On Fri, 1 Sep 2000, Linda Walsh wrote:
> Perhaps an "easy" way to go would be to convert block numbers to
> type "block_nr_t", then one could measure the difference that 10's of
> nanoseconds make against seeks and reads of disk data.
True for DOS.
On Linux, most file operations are done in RAM and only a part of them
ever committed to disk. And anyway, even if the process doing disk
I/O has to sleep, the sooner it releases the CPU, the better. Other
processes maybe need just CPU cycles, so why waste them? On a single
user, single task system I agree that the FS code could run seti@home
while waiting for disk seeks to complete... B-)
> Obviously the effect would be greater on ramdisks, but on computers with
> equivalent generation hard disks we might be talking something non-measurable
> or at least down in the noise level. Even transfers of 512 bytes of
> data from a buffer to user space is going to take significantly more cycles.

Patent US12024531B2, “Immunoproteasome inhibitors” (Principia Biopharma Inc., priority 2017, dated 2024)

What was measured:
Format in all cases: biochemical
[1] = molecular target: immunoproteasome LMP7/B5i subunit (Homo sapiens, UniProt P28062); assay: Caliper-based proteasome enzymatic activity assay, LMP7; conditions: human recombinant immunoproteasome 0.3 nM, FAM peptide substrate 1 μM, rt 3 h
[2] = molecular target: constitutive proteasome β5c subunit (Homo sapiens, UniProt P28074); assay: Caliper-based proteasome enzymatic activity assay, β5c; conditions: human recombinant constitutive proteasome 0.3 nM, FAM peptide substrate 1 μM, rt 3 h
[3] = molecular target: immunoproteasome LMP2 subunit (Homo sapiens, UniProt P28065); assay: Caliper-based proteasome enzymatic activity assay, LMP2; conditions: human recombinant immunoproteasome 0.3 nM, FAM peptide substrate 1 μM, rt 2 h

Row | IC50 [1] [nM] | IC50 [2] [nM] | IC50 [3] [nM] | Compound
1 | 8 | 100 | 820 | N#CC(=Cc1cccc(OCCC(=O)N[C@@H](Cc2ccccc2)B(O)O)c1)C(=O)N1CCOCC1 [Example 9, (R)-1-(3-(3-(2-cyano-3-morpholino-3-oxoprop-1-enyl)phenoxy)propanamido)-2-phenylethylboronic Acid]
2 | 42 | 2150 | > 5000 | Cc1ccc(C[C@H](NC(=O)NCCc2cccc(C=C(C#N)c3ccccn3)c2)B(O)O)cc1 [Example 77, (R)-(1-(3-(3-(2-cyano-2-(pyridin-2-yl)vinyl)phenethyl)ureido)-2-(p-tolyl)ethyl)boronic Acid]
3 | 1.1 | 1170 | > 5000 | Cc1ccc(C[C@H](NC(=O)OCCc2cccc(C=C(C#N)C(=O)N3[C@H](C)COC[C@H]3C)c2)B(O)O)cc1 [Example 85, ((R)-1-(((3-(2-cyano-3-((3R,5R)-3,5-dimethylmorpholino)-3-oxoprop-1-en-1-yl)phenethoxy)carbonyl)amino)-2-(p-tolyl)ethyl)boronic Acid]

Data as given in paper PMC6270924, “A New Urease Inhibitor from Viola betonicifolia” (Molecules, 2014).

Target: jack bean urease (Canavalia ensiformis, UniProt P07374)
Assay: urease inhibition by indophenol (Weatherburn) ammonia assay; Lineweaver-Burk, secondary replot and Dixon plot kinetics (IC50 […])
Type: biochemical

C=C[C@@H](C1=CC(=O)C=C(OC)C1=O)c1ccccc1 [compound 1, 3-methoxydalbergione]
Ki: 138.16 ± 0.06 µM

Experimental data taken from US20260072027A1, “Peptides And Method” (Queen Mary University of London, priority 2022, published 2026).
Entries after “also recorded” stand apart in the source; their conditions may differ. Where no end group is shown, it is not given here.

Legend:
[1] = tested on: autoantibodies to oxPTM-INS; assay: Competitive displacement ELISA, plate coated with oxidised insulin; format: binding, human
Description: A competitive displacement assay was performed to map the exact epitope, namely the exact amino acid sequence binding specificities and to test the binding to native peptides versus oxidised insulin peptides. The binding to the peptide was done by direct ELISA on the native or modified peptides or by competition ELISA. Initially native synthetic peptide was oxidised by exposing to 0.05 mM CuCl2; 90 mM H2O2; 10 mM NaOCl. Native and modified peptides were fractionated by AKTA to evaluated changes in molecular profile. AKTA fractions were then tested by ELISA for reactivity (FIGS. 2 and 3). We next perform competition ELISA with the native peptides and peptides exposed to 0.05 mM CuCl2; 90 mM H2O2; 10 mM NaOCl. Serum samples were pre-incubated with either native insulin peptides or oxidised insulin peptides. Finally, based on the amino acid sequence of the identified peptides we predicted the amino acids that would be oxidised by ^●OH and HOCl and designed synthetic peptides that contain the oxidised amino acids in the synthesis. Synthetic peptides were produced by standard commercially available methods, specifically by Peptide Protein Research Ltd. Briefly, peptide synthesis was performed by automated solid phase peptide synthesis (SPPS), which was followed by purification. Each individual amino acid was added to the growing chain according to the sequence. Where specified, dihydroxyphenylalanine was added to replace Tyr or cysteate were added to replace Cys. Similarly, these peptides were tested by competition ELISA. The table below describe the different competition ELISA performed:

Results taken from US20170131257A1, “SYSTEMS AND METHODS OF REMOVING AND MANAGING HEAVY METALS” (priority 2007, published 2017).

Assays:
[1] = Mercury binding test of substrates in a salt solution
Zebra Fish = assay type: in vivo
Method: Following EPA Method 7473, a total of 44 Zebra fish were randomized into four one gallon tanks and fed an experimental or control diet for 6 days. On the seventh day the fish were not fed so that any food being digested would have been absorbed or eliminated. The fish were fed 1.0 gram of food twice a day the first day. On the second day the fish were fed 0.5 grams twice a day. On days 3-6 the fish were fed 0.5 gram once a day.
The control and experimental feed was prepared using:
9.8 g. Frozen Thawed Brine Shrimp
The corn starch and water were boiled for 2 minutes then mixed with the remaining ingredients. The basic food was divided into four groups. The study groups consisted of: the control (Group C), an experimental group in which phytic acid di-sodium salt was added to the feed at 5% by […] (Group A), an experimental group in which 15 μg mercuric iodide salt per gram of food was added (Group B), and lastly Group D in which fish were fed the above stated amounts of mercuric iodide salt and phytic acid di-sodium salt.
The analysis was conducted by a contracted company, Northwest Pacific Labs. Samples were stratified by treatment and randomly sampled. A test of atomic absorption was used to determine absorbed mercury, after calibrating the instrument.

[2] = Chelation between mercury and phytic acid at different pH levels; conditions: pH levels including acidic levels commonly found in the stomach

Again, it may take 100 cycles to do the job, but it doesn't mean you
can make them 110 and be happy. The *user* who's waiting for I/O won't
notice. Others will.
I agree that if you are certain that a piece of code will run once a
second, it doesn't really matter if it takes 100 cycles or 110...
you're loosing 10 cycles per second. But are you sure that all the code that
would use 'block_nr_t' is in such a slow path?
> If the change became as simple as changing a typedef in a file, then you
> could even allow a user to choose to allow "very large files" -- compiling
> with long long when turned on, or simple ints when turned off -- if that
> was seen as a necessity -- but I'd still lean toward it not being noticable.
> Linda A Walsh | Trust Technology, Core Linux, SGI
> email@example.com | Voice: (650) 933-5338
-- ____/ ____/ / / / / Marco Colombo ___/ ___ / / Technical Manager / / / ESI s.r.l. _____/ _____/ _/ Colombo@ESI.it
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